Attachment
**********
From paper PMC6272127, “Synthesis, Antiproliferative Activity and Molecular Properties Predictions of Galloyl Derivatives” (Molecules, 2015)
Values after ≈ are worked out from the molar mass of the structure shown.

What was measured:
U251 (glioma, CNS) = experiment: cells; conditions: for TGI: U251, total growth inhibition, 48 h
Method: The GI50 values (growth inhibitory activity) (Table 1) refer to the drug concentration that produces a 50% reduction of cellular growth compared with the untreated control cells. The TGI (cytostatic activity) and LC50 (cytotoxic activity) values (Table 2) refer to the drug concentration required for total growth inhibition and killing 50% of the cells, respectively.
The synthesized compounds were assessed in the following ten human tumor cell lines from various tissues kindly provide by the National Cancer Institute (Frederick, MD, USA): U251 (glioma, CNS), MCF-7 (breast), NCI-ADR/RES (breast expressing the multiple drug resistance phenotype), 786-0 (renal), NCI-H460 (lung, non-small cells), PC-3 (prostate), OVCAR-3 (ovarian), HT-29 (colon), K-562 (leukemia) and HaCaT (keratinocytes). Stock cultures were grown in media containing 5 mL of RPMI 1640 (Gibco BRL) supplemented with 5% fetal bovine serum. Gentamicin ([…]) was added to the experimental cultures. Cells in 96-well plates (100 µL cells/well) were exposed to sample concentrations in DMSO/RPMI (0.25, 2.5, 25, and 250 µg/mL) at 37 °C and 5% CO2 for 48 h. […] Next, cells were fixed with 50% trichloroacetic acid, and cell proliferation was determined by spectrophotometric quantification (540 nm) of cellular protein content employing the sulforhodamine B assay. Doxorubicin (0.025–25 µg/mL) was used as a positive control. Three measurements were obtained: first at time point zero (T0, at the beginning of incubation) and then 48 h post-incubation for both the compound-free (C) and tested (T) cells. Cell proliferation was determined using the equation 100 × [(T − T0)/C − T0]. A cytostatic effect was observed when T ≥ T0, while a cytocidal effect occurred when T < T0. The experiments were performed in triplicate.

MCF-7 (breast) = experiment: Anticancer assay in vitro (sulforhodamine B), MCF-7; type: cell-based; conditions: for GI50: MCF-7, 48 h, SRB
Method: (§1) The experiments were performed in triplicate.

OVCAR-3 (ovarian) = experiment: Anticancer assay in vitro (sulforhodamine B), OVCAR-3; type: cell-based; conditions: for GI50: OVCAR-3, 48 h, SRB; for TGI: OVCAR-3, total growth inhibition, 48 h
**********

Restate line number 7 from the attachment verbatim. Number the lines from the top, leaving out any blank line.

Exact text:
MCF-7 (breast) = experiment: Anticancer assay in vitro (sulforhodamine B), MCF-7; type: cell-based; conditions: for GI50: MCF-7, 48 h, SRB